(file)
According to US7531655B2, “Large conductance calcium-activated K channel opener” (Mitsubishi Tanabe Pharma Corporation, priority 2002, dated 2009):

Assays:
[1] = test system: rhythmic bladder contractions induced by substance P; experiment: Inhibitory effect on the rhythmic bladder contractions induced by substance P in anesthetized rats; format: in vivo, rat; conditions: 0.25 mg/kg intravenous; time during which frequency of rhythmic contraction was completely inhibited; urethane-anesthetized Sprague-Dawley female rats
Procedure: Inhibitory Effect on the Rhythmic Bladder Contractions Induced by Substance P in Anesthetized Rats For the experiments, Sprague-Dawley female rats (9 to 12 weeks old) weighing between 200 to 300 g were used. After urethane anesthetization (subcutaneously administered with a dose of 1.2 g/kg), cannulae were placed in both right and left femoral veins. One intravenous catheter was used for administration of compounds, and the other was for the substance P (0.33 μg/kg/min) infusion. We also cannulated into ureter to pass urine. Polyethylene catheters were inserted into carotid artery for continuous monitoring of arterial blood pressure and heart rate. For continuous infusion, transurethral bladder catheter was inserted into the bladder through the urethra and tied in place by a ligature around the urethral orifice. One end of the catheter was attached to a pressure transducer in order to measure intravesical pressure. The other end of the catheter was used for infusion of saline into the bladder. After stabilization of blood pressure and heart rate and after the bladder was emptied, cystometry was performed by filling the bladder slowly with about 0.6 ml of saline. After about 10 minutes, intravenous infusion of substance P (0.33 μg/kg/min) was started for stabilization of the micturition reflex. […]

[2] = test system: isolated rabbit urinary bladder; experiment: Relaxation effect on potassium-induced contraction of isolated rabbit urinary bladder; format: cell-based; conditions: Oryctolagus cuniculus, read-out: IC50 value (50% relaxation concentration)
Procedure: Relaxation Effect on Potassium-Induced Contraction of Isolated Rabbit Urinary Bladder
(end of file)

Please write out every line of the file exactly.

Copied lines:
According to US7531655B2, “Large conductance calcium-activated K channel opener” (Mitsubishi Tanabe Pharma Corporation, priority 2002, dated 2009):

Assays:
[1] = test system: rhythmic bladder contractions induced by substance P; experiment: Inhibitory effect on the rhythmic bladder contractions induced by substance P in anesthetized rats; format: in vivo, rat; conditions: 0.25 mg/kg intravenous; time during which frequency of rhythmic contraction was completely inhibited; urethane-anesthetized Sprague-Dawley female rats
Procedure: Inhibitory Effect on the Rhythmic Bladder Contractions Induced by Substance P in Anesthetized Rats For the experiments, Sprague-Dawley female rats (9 to 12 weeks old) weighing between 200 to 300 g were used. After urethane anesthetization (subcutaneously administered with a dose of 1.2 g/kg), cannulae were placed in both right and left femoral veins. One intravenous catheter was used for administration of compounds, and the other was for the substance P (0.33 μg/kg/min) infusion. We also cannulated into ureter to pass urine. Polyethylene catheters were inserted into carotid artery for continuous monitoring of arterial blood pressure and heart rate. For continuous infusion, transurethral bladder catheter was inserted into the bladder through the urethra and tied in place by a ligature around the urethral orifice. One end of the catheter was attached to a pressure transducer in order to measure intravesical pressure. The other end of the catheter was used for infusion of saline into the bladder. After stabilization of blood pressure and heart rate and after the bladder was emptied, cystometry was performed by filling the bladder slowly with about 0.6 ml of saline. After about 10 minutes, intravenous infusion of substance P (0.33 μg/kg/min) was started for stabilization of the micturition reflex. […]

[2] = test system: isolated rabbit urinary bladder; experiment: Relaxation effect on potassium-induced contraction of isolated rabbit urinary bladder; format: cell-based; conditions: Oryctolagus cuniculus, read-out: IC50 value (50% relaxation concentration)
Procedure: Relaxation Effect on Potassium-Induced Contraction of Isolated Rabbit Urinary Bladder